As we continue the series on search, we are close to wrapping up with a more in-depth look behind the scenes of database management systems.

Let’s take a quick look behind the scenes. We want to connect the database management system to the thesaurus tool so that we can validate the terms and make sure that they are in good shape and, as people are adding records to the database, if they have any suggestions or candidates, we want to lock those in as well.

The thesaurus tool will tell you which terms are actually correct, allow you to add, change, and delete, and otherwise manage the term base. Then the indexing is used to actually suggest indexing terms to records as they are loaded to the database management system. That system can be SharePoint, it could be a content management system, it could be a Documentum or a FileNet, or any other thing you want to use as a repository to manage your data. That is driven by the taxonomy.

Here’s a taxonomy view. We have the hierarchical view on one side and we have the individual term records over here. The reason to maintain them as term records is because that way we have a related term that is attached to this term itself, and narrower terms for that term, and broader terms for that term, so you get the record as an object that you can keep track of.

Where does this subject metadata, or the set of taxonomy terms, go? We are going to apply those to the content itself, and we can do that in the metaname field in the HTML header, or we can connect it to keywords in the SQL database or other database tables, if it is a relational database system.

If you go to View, Source on any webpage it will give you something that gives which DTD for HTML they are using. This is HTML 4 Frameset in English and if your browser doesn’t have it, here’s where it can go get it. What is important here, besides that this is the DTD we’re using, is the metaname keywords field. This is how metadata as a term became popular in our business. What you are hoping is that internally or externally, people are filling in the content in the metaname keyword field. Ideally, on your website these should come from your taxonomy so that they are, indeed, populated and tied to the taxonomy; this gives you much more precise search.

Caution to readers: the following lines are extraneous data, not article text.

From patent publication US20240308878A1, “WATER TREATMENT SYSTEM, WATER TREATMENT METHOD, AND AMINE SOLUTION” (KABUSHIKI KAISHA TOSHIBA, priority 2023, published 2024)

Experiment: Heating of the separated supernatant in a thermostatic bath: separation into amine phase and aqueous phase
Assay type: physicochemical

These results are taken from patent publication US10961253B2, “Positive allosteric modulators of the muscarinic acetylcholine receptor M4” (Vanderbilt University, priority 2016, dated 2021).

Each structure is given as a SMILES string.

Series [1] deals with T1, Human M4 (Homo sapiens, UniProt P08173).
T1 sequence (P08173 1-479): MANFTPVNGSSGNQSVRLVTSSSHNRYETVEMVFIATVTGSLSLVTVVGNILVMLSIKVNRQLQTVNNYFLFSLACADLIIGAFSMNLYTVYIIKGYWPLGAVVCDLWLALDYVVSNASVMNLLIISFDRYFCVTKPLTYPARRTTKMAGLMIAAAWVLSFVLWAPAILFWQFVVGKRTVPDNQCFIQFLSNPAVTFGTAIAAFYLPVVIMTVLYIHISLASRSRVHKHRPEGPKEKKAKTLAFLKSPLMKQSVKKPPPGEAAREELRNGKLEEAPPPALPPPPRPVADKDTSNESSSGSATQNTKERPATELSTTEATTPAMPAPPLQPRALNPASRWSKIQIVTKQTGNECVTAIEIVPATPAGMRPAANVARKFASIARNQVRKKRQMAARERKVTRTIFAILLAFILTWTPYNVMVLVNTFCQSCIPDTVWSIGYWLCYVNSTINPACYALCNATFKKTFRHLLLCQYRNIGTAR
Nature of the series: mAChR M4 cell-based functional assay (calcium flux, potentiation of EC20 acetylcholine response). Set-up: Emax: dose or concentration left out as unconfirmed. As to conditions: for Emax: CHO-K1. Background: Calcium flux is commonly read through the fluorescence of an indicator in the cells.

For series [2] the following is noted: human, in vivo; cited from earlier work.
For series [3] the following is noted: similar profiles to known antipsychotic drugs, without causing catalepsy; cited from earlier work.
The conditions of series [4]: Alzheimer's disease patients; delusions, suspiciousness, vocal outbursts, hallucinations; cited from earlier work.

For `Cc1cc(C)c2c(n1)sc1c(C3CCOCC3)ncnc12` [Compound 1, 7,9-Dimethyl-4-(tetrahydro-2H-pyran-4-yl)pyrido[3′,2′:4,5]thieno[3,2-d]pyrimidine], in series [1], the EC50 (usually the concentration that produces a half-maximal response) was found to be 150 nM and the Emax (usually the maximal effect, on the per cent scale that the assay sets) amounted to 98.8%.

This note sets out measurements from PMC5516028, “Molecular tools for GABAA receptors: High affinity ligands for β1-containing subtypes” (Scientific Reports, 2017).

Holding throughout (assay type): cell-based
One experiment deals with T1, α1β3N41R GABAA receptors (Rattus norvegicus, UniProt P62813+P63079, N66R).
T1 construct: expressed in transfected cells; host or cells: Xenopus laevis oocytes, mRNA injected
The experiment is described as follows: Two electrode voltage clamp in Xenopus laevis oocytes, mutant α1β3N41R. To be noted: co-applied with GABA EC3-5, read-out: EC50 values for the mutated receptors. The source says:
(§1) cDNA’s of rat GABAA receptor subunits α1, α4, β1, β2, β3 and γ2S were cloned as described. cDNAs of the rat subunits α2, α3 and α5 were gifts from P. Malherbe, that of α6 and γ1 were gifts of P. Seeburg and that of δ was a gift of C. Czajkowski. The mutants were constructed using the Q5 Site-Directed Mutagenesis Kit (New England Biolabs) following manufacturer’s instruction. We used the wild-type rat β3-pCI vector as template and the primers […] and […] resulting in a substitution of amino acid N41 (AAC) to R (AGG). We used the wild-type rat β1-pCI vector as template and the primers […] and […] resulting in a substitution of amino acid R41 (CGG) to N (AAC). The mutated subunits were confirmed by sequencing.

If you are working in a relational database management system, you have a lot of tables, a lot of different kinds of information. Here it is a health database. The taxonomy terms are linked to a couple of places and you can see all of the fields that they can feed to. It’s a primary key, as opposed to a secondary key, and it is called ‘Category’. Here we have Category ID. That is the taxonomy field in this particular database. That is where we are going to dump the taxonomy terms.  In this case, because it is an ID, I have to go get them. Here are all the fields of that taxonomy record.

Another way to do it is if we have some XML database. The record shown below is from the National Information Center for Educational Media. I might have an abstract and title; based on those, I am going to go get some suggested terms automatically. It is going to tell me how many times they are suggested and dump them into the record. Then I go back to my view of the taxonomy and here is the hierarchical view; here’s the narrower term view and here is the related term view for the record. That is how it came up. It came directly from the taxonomy itself.

If I am going to integrate this into enhanced findability, I am going to try to create some faceted navigation or browsable views. Maybe I’ll have smart search to search for term equivalents or synonyms. I might have taxonomy terms that are original or modified that I’ll use as labels in the search. And, I’ll have navigational aids for the user to help with those relationships. I might also want to be able to give searchers spelling alternatives and correct the spelling when they are wrong, with messages such as “Did you mean…” or “I’m searching for this instead …”. ,I might want to give some related concepts, or some statistical information about that metadata – how many records there are that are indexed with a particular term. I might provide some navigation or hierarchical trees and drill down. I might want to offer some recursive steps so that you can search within that search. I might want to give you some concept linking or even a dictionary look-up with a glossary of the terms, so that you can define what those terms mean online.

Next week we will  finish up this series by looking at taxonomies in SharePoint.

Marjorie M.K. Hlava
President, Access Innovations